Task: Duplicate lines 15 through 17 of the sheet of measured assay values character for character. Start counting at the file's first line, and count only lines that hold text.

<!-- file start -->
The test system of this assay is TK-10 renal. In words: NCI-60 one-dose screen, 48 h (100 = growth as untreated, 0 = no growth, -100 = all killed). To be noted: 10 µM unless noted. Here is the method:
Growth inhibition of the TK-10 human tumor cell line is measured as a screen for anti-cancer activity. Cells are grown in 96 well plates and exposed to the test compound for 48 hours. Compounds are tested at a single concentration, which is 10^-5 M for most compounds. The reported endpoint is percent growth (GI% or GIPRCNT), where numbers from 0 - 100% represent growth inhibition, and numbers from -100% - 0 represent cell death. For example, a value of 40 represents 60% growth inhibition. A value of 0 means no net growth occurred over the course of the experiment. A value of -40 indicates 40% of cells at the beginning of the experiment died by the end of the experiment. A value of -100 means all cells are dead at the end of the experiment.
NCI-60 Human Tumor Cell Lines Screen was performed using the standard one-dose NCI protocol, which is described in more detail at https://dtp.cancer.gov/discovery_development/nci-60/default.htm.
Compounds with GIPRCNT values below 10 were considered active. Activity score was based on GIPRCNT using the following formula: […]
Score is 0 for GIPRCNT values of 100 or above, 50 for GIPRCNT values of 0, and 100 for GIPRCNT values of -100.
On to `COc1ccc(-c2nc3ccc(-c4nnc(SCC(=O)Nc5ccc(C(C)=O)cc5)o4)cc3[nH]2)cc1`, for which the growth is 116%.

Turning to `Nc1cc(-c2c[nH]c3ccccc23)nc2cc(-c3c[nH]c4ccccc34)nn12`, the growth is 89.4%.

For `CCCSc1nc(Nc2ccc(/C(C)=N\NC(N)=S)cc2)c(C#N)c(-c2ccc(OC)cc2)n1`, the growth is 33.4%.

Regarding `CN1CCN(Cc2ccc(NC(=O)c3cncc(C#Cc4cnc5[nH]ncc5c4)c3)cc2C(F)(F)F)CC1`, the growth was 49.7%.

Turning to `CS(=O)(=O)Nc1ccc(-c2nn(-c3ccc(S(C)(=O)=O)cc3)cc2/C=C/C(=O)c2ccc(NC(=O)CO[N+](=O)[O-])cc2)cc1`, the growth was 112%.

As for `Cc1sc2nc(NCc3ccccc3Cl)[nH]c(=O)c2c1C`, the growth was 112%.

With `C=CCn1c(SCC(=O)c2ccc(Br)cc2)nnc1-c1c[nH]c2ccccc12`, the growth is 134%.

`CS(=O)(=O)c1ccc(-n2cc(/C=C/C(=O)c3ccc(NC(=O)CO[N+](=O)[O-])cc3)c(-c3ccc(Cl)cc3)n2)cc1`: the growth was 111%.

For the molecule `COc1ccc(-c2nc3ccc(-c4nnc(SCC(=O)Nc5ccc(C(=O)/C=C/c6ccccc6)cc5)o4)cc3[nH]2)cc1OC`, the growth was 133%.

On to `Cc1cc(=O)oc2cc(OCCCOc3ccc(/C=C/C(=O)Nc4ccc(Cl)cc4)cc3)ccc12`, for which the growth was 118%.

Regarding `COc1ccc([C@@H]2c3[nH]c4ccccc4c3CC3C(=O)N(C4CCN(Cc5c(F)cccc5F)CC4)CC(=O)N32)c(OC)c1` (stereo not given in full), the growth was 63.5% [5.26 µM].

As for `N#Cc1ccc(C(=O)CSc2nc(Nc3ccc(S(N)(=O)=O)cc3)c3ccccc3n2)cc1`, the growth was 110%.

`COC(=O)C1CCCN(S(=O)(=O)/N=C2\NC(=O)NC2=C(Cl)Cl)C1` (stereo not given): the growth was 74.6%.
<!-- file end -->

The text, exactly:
On to `Cc1cc(=O)oc2cc(OCCCOc3ccc(/C=C/C(=O)Nc4ccc(Cl)cc4)cc3)ccc12`, for which the growth was 118%.

Regarding `COc1ccc([C@@H]2c3[nH]c4ccccc4c3CC3C(=O)N(C4CCN(Cc5c(F)cccc5F)CC4)CC(=O)N32)c(OC)c1` (stereo not given in full), the growth was 63.5% [5.26 µM].

As for `N#Cc1ccc(C(=O)CSc2nc(Nc3ccc(S(N)(=O)=O)cc3)c3ccccc3n2)cc1`, the growth was 110%.